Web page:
“When I decided to pursue my true desire and build a new professional path as a life and executive coach, my anxiety was through the roof. I felt like such an impostor. I thought, Why would anyone want to hire me as a coach? If I tell people I am starting a business, they will laugh at me. But I realized that the only way forward — the only way to create change — is to allow and accept a part of the growth process that is intensely uncomfortable. Instead of trying to ignore my feelings of fear, I started paying attention to them. When I noticed my own self-sabotaging thoughts, I’d work to replace them with more encouraging ones. I began taking notes of each little success I was creating and giving myself permission to celebrate every one. When I failed (and it still happens today), it allowed me to switch my mindset from ‘I failed’ to ‘I learned something that will help me be better next time.’ I built tolerance for uncomfortable moments — and that’s necessary to become an entrepreneur.” — Sara Kimelman, founder, Reline Coaching
Study Your Own Success
“I’m a graphic designer and an artist, and I wanted to create a tribute piece to one of my favorite designers, Milton Glaser, who is best known for creating the I Love New York logo. In his career, he created promotional posters for the Catskill Mountains, not far from where I live, and it dawned on me that no one was producing modern posters to encourage regional tourism. I created some for the Catskills and started selling them locally and on Etsy. They’ve been a bigger success than I expected, but it’s easy for impostor syndrome to creep in. It’s not even that I’m afraid to put my work out there; my real fear is that I haven’t learned the formula of my success. So now I’m working to understand it, and to learn how to replicate it. After all, I want this to eventually be my hustle, and not just my side hustle. I’m creating new designs, and I’m hoping they will be as much of a success as my Catskills work. But either way, it will be an opportunity to learn something about what customers want, which will make me stronger as I build this brand moving forward.” — Kelly Ann Raver, cofounder, Raver Press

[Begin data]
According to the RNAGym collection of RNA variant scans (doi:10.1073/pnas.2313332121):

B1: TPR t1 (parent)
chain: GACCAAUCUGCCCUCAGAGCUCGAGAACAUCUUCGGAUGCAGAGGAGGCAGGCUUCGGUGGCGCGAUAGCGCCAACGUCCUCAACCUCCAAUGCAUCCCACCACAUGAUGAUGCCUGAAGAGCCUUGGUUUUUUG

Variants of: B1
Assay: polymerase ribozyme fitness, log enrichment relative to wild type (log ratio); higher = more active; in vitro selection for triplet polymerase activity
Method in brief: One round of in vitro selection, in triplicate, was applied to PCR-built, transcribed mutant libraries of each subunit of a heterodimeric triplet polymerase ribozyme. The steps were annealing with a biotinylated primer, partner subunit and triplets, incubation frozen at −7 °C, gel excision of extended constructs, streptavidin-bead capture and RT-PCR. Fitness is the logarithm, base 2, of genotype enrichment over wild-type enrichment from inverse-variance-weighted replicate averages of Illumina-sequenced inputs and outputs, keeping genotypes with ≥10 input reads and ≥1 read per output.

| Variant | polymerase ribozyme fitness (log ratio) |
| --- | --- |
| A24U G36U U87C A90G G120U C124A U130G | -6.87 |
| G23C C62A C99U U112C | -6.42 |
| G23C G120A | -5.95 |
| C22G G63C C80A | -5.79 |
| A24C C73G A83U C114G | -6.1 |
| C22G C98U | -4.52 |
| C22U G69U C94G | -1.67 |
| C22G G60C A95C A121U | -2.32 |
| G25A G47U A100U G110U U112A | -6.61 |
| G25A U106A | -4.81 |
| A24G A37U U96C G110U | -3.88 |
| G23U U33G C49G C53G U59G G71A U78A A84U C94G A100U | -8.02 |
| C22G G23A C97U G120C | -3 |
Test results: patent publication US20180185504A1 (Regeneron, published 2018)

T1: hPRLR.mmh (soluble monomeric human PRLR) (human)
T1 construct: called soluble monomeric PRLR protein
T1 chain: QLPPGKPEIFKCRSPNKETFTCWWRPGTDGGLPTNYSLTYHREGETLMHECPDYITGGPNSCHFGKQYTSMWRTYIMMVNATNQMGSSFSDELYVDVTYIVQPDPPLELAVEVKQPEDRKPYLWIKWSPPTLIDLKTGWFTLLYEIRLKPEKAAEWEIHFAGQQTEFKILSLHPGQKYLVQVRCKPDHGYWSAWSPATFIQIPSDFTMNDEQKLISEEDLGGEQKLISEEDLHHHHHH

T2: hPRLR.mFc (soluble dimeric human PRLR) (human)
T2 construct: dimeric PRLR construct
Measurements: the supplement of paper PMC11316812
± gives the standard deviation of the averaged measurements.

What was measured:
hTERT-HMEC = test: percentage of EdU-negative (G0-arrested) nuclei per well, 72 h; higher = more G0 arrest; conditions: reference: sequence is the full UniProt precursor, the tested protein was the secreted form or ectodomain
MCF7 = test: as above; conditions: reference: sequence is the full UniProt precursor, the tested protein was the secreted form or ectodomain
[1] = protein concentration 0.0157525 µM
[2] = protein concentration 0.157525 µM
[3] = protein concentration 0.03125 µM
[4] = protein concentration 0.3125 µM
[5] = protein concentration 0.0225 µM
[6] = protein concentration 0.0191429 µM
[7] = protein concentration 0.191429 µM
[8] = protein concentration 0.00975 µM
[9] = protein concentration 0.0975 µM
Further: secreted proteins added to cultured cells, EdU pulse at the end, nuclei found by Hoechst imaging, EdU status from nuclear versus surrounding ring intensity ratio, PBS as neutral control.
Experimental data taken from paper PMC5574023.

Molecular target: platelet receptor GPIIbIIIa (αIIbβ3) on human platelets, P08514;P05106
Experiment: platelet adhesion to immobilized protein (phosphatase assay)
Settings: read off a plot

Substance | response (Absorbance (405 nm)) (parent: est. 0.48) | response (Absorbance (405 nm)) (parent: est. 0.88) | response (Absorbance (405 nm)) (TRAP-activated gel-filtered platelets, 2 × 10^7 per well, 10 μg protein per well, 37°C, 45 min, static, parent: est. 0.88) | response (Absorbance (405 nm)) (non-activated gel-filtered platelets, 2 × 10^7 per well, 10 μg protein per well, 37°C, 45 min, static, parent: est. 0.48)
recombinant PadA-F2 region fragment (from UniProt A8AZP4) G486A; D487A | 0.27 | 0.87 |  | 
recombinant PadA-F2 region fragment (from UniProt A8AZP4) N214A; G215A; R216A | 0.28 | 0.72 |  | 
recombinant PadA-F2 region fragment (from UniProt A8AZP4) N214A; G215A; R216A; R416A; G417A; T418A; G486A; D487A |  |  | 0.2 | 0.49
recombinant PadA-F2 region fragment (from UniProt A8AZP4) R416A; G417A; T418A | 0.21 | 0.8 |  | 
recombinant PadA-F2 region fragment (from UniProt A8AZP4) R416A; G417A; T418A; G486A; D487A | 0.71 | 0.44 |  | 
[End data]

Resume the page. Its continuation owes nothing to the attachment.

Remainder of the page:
Don’t Build in Isolation
“I first had the idea for Cure Hydration, a healthy sports drink, when I was training for a triathlon and struggling to recover from my own workouts. I wanted to explore the idea, but I had a full-time job as the director of marketing at Jet.com, and I wasn’t ready to walk away — or jeopardize my position with the company. I was working 50-plus hours a week at my day job, and figured I’d need at least 10 weekly hours to develop my side hustle. Instead of doing it in secret, I went to Jet’s legal counsel and asked for permission to work on the idea. She told me there was no issue, as long as I didn’t build the business while I was at the office. With her blessing, I incorporated the business through LegalZoom and got to work at night and on weekends. It gave me the time to validate my idea and see the steps I needed to take to launch the product. When I finally decided to pursue it full-time, I was confident.” — Lauren Picasso, founder and CEO, Cure Hydration